The new Bruce Smith: Five reasons why Mario Williams will excel in Buffalo
blog by Ben Tsujimoto • March 16, 2012 @ 8:53am
This doesn’t feel like real life. Even the day after Mario Williams signed the largest contract ever for an NFL defensive player, it’s surreal that the usually tight-fisted Bills made such a move. $96 million over six years with $50 million guaranteed? My jaw drops a little whenever I think about it. There’s drool, too.
I understand why the process took over two nights. Williams was very conscientious—he does have “perfectionist” habits—in making his decision, ensuring that his fiancee was comfortable with his move, that the Bills’ defensive scheme and Dave Wannstedt’s ideas meshed with Williams’ ability, and rationalizing whether Buffalo had the potential to become a “winning” organization. And maybe even Tempo’s prosciutto-wrapped filet mignon had something to do with it.
Here are five reasons why Williams will excel as a Bill.
The ability: With 53 sacks in just over five years of action, Williams has been both productive and largely durable. The newest Bill didn’t miss a game in his first four years in the league, and his torn pectoral muscle that ended his 2011 season isn’t one that should linger. Looking at his ratings from ProFootballFocus.com, Williams finished fifth in pass rushing rating among defensive ends in 2008, 10th in 2009 and 14th in 2010. While these numbers aren’t indicative of a player who deserves close to $100 million, let’s remember that Williams is only 27.
The scheme: Williams is a pure pass rusher who’s at his best with his hand down at the line of scrimmage. When Houston shifted its scheme to a 3-4 last season—pushing Williams back to outside linebacker—the former first overall pick took most of the preseason to adjust to his new role (more coverage, different responsibilities vs. run). With Bills’ defensive coordinator Dave Wannstedt expected to use Williams at his preferred 4-3 right defensive end, there should be only a brief transition window.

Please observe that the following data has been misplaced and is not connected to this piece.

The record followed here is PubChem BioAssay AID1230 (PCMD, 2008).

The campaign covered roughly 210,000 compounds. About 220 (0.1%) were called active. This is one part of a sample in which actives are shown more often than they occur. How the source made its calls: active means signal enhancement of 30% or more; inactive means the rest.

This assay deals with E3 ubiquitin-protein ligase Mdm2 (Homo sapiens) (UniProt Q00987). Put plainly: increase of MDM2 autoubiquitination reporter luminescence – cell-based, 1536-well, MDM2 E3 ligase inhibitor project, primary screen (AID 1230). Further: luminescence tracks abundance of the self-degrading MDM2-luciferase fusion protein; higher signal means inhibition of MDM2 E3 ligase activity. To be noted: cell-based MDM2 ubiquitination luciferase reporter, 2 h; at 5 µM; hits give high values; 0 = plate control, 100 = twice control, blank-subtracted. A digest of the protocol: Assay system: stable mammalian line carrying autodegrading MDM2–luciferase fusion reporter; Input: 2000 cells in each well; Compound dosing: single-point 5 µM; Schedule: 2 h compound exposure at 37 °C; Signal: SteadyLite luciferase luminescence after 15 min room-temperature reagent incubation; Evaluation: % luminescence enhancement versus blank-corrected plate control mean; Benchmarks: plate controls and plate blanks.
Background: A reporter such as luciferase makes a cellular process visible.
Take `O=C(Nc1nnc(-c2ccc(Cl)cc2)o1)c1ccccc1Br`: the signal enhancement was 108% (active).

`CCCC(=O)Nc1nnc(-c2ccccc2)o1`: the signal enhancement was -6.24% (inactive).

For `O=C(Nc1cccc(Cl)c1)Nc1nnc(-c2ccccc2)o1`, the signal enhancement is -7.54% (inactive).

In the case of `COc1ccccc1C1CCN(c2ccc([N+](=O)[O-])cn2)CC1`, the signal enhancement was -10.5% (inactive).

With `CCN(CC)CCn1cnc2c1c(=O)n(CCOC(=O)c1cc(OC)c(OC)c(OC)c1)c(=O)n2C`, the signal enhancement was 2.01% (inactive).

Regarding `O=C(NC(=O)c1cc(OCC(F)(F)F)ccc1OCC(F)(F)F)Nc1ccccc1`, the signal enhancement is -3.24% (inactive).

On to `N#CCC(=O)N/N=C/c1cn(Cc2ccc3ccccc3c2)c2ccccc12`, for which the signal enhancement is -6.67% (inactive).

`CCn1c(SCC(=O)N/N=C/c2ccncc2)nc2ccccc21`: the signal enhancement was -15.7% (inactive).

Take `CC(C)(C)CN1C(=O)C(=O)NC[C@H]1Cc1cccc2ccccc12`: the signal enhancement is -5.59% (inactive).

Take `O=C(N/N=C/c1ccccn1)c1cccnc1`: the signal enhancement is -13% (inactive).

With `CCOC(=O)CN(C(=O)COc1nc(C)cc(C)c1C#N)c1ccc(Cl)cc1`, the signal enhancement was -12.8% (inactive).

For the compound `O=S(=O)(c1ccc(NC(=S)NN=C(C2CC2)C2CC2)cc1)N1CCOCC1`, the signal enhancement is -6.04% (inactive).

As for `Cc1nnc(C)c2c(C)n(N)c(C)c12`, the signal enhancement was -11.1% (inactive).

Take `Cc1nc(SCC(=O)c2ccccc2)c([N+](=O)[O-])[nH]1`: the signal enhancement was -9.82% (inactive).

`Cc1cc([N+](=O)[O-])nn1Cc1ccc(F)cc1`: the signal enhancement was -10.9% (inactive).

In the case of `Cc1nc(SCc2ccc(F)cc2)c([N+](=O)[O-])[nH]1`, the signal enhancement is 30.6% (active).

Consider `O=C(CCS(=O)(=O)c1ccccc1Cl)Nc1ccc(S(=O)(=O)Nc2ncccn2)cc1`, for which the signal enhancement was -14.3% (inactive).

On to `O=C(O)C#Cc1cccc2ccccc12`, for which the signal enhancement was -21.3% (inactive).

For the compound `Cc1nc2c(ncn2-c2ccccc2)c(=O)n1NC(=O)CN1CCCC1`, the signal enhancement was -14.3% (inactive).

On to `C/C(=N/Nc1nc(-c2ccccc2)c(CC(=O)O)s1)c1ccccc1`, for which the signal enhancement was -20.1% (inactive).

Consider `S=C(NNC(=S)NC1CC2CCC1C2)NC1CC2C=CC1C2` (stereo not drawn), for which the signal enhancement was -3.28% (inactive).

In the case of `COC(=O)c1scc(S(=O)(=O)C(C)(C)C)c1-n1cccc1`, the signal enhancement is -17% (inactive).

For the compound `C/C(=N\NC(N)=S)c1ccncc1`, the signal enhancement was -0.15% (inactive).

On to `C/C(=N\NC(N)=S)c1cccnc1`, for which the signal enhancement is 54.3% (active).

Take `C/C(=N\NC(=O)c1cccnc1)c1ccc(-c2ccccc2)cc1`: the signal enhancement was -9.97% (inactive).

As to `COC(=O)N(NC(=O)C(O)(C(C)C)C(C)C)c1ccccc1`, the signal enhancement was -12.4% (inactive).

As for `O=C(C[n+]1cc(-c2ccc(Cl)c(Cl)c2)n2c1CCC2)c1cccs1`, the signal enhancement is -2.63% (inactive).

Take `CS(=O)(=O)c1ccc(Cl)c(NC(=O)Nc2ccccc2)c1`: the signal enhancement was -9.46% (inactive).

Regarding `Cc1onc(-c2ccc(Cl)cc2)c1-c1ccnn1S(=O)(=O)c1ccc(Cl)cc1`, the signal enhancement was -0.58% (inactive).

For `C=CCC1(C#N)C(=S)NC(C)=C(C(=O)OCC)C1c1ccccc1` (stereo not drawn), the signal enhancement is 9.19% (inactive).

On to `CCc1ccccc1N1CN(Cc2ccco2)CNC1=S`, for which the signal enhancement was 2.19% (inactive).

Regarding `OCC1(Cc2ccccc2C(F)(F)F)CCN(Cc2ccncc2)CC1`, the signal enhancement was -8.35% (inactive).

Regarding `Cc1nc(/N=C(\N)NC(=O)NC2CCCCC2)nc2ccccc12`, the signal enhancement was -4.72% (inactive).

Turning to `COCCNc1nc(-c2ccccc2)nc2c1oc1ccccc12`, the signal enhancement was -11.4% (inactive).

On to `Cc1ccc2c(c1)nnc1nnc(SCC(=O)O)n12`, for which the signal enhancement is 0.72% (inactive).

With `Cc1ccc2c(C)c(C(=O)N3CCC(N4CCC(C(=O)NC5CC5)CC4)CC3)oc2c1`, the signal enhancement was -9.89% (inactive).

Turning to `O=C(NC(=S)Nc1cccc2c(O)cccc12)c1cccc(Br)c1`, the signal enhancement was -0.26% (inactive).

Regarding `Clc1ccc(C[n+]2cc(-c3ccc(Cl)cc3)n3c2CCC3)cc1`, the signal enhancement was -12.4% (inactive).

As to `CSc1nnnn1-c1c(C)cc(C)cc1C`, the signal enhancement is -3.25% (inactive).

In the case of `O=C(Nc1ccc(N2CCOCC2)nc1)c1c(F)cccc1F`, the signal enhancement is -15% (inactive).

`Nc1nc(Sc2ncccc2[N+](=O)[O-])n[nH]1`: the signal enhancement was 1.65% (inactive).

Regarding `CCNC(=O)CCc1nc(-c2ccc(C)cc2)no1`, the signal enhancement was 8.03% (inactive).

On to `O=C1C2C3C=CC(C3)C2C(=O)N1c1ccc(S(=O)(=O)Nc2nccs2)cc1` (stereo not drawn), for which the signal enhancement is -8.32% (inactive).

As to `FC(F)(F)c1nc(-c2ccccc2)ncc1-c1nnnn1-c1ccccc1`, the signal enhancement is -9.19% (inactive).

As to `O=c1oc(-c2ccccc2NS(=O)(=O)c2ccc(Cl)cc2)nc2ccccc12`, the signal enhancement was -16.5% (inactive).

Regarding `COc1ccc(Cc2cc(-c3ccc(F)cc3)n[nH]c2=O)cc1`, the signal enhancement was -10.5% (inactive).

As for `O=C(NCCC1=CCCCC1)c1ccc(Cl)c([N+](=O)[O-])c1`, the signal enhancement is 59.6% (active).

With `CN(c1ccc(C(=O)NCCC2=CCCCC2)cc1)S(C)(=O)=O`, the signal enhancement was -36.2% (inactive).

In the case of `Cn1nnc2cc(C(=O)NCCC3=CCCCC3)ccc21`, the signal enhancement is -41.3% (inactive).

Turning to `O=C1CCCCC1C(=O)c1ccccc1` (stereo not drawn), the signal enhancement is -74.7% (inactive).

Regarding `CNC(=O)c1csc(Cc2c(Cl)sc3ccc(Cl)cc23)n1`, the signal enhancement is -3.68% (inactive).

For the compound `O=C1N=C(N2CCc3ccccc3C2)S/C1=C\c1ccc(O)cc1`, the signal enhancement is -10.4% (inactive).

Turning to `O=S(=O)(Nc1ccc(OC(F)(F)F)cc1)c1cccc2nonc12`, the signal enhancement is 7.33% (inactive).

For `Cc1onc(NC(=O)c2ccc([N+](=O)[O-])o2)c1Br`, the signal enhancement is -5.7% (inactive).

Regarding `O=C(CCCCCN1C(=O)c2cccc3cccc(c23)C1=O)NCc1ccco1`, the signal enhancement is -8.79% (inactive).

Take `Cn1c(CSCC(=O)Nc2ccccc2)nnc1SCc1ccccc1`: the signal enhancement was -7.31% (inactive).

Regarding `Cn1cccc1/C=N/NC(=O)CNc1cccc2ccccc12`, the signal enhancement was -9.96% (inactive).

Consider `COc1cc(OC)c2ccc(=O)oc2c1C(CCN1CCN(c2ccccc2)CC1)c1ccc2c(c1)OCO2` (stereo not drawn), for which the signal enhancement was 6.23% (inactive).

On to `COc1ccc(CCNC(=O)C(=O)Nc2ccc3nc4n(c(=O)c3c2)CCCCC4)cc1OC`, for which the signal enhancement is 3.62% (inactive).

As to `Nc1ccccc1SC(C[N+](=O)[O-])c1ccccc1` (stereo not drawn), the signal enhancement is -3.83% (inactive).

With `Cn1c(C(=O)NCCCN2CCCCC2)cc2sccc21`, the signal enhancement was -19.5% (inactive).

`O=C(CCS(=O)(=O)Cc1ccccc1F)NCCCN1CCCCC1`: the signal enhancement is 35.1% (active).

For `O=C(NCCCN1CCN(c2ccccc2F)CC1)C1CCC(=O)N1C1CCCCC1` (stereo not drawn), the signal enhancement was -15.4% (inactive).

The personnel: In Houston, Williams starred as part of a defensive line with few other threats. After Mario’s rookie year, the Texans selected defensive tackle Amobi Okoye 10th overall, hoping to provide another threat on the defensive line to take some of the pressure off of Williams. Okoye flamed out, and only after the addition of J.J. Watt and the development of Connor Barwin did Houston’s defensive line show signs of being more than a one-man show. With Marcell Dareus and Kyle Williams commanding attention inside, it will be near impossible for opponents to double-team Mario on the edge. Offensive coordinators will have nightmares game-planning for Buffalo’s pass rush, which should rival Philadelphia’s and San Francisco’s atop the NFL.
The hunting: “Seeing Jim Kelly was definitely a big plus for me,” Williams said in his press conference according to the Toronto Sun. “He did some heavy recruiting and threw in a couple of hunting adventures.” For the same reason that Jared Allen adores life in Minnesota, Mario Williams can pursue a hobby that the areas surrounding Buffalo are known for. Not every marquee free agent demands the nightlife that Willis McGahee expected, fortunately.
The contract: The rather absurdly lucrative contract may keep Buffalo from adding many more players this off-season outside of the draft, but it also should be a huge motivating factor for Mario Williams. Now the highest paid defensive player in league history, Williams understands the pressure to produce and the amount of trust that organization has in his ability.